In a bobsled competition, the race often continues long after the winners have been declared and in some cases, the medals have been presented. Interestingly, despite this fact, I have never seen any of the remaining teams approach their runs with a nonchalant attitude. You can easily make the case that completing the race is a mere formality since the winners have already been declared. However, what I have observed instead are individuals pushing and racing with the ferocity and intensity of a team within striking distance of wining gold and setting a record. That, in my mind, is the essence of excellence and as George Will said, “Sports serve society by providing vivid examples of excellence.”
Growing up, I was taught that anything worth doing is worth doing well. I have always understood that to mean that anything we do must be done in a superior manner. In our society the word excellent is synonymous with superior performance. Over the years, experience has taught me that that is only part of the meaning. I believe it also means that we must give our absolute best effort every time. We have to be willing to push a little harder and to reach just a little beyond where we are right now. While the last team pushing off the top of the hill knows they don’t stand a snowball’s chance in hell to win the race, they still put in a gigantic effort because they are striving to improve on their last performance and to create new personal bench marks. This is what peak performers do. This is the hallmark of excellence. Excellence does not happen by chance – neither is it a single event. It takes a total commitment and consistent effort to be the best we can be. Aristotle said it best when he declared, “We are what we repeatedly do. Excellence then, is not an act, but a habit.” When we get in the habit of being excellent at what we do, we raise our own expectation level and are therefore able to reach beyond ourselves. In pursuing excellence we find ourselves on a continuous journey. Not pursuing perfection, but rather seeking constant improvement; learning and developing new skills and satisfying an innate desire deep down inside to explore our full potential. As John Gardener points out, “When we raise our sights, strive for excellence….we are enrolling in an ancient and meaningful cause – the age long struggle of humans to realize the best that is in them.” Someone who practices excellence is: FocusedThey are clear about their goals and work with a singleness of purpose to achieve them. Through effort and sweat equity they willing pay in advance the price exacted in order to receive the prize at the end. “Before the gates of excellence the high gods have placed sweat; long is the road thereto and rough and steep at first; but when the heights are reached, then there is ease, though grievously hard in the winning” states the early Greek Poet Hesiod. In short, there is no excellence without focused labor. MotivatedThey are motivated to achieve. They are motivated to be at their best, using all the unlimited, untapped resources they have on the inside to create something incredible with the limited resources they have on the outside. Their passion for their goals ensures that they shun mediocrity and thus perform in an excellent way. AmbitiousThey see themselves as individuals with the capacity to be really good at what they do and because they are so motivated they consistently go over and above what is required. As Martin Luther King Jr. once said, “If a man is called to be a street sweeper, he should sweep streets even as Michelangelo painted, or Beethoven composed music, or Shakespeare wrote poetry. He should sweep streets so well that all the hosts of heaven and earth will pause to say, here lived a great street sweeper who did his job well.” Like the last sledders racing off the top of the hill even after the medals have been awarded, I encourage you to practice excellence: Consistently strive to do your best no matter what.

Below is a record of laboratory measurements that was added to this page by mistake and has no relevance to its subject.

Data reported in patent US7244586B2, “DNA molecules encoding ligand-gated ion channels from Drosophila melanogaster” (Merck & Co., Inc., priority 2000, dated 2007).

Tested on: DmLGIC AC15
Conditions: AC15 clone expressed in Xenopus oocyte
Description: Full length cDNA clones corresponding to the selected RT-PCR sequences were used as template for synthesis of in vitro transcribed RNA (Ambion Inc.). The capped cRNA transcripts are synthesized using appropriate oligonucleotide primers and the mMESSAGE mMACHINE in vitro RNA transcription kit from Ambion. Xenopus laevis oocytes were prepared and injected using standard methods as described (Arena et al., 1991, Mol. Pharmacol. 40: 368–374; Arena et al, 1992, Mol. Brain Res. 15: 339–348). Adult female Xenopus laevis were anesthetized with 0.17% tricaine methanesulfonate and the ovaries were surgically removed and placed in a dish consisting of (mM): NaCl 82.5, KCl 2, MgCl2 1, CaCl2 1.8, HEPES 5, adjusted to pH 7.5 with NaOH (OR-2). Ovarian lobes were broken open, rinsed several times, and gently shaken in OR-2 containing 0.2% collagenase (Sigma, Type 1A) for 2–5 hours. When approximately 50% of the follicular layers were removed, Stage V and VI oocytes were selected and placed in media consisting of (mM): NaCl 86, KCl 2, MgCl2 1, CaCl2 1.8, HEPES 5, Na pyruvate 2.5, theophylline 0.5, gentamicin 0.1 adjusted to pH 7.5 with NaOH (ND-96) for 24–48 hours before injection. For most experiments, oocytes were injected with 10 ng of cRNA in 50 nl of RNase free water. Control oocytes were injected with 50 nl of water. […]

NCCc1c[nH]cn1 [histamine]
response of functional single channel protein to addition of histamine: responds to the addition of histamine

Face new challenges head on.
Embrace any and all opportunities to learn and improve. Keep On Pushing! Copyright (C) 2006 Devon Harris